SiliconDust, the makers of the HDHomeRun, also have some DVR software. This is reasonably easy to install but will require a network hard drive, or some computer knowledge, and will add DVR functionality to the setup. You can do things like stop the recording on one device and resume it on a second while not paying any equipment fees.
You can also add a rooftop antenna to the mix, then add an antenna network device from SiliconDust to allow multiple streams to record or be watched at the same time. The software will work out whether to record from the antenna or the cable channel automatically.
Keep up to date with technology. Fifth-generation wireless service is likely to change how broadband works and is priced. 5G promises much faster internet access than even a cable connection, wirelessly. However, the main players are cellphone networks. They enjoy their low data caps and expensive charges. It will be interesting to see whether they decide to compete with Comcast or just offer this new service to smartphone users.
Argue your package. It’s public knowledge that new customers get better packages than existing customers. Arguing that you’re going to cut your package down to the minimum (ie, lowest-level internet) is normally enough incentive for the retention team to offer you the introductory package. For lowest-level TV (not local channels only, one level above), Boost Internet (300mb/s down in our area) offers an introductory package of around $99 a month; the full price is $119. I think this is a reasonable start for most people want to save money but don’t need premium channels. Be prepared to fully cut back if they won’t budge.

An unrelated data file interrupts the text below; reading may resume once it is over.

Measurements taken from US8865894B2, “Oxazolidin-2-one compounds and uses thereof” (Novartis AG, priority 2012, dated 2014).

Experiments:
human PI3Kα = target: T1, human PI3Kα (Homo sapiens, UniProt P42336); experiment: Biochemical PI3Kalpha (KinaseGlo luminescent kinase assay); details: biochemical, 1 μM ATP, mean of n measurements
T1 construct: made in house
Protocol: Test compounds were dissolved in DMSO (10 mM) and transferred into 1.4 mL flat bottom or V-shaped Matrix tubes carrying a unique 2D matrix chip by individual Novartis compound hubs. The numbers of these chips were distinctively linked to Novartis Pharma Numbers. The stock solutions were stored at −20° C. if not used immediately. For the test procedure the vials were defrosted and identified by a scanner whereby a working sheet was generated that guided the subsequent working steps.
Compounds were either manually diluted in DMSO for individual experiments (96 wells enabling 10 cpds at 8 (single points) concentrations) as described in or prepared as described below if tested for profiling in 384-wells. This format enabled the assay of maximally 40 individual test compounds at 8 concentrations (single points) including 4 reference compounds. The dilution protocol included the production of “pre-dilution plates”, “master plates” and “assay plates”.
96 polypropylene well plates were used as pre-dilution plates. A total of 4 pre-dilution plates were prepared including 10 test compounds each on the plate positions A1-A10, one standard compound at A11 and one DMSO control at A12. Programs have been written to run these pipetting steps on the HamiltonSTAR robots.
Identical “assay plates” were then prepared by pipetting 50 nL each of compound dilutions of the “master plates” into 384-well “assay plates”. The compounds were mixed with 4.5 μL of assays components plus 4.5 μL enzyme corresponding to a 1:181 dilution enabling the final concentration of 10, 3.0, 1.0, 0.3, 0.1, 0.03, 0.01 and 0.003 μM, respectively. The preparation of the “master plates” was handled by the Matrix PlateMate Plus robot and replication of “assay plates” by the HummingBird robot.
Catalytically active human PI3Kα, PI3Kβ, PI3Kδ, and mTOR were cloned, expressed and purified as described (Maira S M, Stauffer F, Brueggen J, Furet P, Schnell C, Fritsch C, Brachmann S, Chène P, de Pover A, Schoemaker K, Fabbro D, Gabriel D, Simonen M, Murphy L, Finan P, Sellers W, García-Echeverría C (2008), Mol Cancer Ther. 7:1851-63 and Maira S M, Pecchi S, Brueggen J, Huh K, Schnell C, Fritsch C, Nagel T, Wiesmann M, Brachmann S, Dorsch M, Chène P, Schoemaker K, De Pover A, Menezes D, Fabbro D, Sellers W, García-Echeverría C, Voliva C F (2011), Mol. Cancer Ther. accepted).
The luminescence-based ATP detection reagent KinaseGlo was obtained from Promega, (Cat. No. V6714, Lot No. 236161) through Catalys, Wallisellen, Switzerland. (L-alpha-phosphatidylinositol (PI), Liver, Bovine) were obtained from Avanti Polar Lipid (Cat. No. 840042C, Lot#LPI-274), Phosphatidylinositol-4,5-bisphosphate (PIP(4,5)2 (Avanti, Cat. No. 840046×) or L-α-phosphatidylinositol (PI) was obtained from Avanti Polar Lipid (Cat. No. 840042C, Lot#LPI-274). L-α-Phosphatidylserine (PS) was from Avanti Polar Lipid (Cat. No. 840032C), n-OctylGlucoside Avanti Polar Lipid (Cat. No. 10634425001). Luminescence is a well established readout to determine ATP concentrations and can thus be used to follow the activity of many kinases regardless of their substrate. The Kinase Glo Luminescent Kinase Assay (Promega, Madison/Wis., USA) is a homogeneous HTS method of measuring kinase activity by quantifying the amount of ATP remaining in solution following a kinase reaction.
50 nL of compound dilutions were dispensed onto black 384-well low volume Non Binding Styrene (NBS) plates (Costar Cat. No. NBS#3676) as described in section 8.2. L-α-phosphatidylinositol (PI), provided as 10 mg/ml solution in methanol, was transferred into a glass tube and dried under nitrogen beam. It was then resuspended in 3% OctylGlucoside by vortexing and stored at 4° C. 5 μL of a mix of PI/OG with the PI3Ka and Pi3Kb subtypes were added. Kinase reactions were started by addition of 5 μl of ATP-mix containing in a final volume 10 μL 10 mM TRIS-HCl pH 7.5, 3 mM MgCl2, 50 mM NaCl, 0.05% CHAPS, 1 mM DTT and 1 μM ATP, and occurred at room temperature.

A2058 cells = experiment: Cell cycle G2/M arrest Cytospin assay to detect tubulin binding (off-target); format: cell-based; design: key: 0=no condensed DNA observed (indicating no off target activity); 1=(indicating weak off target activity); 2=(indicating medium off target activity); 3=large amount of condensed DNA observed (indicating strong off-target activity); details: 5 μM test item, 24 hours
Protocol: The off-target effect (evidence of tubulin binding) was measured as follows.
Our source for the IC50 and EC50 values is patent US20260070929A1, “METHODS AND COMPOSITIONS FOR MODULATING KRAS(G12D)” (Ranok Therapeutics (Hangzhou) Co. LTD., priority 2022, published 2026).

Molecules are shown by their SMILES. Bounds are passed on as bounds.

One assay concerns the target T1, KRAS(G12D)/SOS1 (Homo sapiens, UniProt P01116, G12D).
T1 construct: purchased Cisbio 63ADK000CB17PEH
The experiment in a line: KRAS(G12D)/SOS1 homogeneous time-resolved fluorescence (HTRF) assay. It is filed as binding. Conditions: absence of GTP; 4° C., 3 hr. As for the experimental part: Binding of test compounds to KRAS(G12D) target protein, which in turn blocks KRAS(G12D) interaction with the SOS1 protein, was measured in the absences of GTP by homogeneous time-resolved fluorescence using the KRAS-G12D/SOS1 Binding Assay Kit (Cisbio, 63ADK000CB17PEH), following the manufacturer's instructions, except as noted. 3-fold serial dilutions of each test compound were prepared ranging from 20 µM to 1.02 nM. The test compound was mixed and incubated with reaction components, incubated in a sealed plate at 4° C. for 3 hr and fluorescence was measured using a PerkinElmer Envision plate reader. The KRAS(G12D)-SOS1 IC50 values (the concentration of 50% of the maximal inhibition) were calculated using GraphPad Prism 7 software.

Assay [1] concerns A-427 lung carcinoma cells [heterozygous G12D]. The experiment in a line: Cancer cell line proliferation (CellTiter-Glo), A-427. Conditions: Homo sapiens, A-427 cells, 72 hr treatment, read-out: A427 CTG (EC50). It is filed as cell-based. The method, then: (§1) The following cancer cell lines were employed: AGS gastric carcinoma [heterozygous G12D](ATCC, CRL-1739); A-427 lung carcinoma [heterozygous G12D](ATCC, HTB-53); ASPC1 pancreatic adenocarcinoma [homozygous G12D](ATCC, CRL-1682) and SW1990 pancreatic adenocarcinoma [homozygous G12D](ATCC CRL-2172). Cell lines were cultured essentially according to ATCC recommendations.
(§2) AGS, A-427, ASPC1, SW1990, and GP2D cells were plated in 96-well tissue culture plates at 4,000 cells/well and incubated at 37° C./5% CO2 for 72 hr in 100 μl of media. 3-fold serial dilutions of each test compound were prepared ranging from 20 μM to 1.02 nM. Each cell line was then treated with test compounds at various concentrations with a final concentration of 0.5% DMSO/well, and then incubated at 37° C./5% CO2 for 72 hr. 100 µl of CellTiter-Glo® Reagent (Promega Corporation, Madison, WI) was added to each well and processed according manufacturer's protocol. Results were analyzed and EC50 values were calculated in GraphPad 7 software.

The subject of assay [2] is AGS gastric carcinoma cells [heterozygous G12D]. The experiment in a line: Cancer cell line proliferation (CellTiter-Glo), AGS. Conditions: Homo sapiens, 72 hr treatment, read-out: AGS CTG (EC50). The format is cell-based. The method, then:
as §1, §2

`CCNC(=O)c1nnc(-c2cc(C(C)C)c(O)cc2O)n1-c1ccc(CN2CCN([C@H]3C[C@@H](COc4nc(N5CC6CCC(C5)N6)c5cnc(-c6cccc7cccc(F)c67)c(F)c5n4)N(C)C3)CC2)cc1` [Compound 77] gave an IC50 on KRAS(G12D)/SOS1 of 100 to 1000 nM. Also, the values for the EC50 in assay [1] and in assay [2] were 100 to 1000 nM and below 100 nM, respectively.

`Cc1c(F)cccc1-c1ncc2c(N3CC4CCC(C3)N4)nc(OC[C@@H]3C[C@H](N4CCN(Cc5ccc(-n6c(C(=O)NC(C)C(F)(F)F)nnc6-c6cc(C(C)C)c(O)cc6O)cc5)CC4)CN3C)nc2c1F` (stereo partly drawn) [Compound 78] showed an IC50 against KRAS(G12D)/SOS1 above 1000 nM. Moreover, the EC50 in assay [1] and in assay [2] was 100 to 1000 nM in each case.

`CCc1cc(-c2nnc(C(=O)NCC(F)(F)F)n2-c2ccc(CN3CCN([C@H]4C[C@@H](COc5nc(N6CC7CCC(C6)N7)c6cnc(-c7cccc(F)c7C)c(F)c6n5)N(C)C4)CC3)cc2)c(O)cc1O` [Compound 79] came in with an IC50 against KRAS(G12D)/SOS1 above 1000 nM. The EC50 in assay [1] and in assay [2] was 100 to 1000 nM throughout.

It’s possible to get unlimited 4G, whole-house internet solutions. However, these have low data caps; around 50GB a month. Comcast offers 1TB or 1,000GB a month, so if you’re an avid Netflix watcher, this is not going to work for you. I did see an unlimited plan from www.ubifi.net for $90 a month. It’s a reasonable alternative to Comcast, but it’s priced a bit higher. One advantage is that you can pick up the device and travel with it, so it’s probably better for people who escape to the South during the winter.
These are not necessarily the cheapest, but they will future-proof you for a while:
This is not out yet but will have 6 tuners. The 3-tuner version is discontinued but available on ebay secondhand; you may be able to get one refurbished.
Once you have one, you need to get a cable card from Comcast. I would suggest taking your TV equipment to the local office to return it and ask for a CableCARD there. If they appear lost, use the word TiVo (they don’t know what an HDHomeRun is).
Fire TV Stick
These are available at Walmart and Best Buy. Once set up, install the HDHomeRun app.
I suggest getting a rooftop antenna.
See their site for recommended network drives. If you get stuck installing, let me know.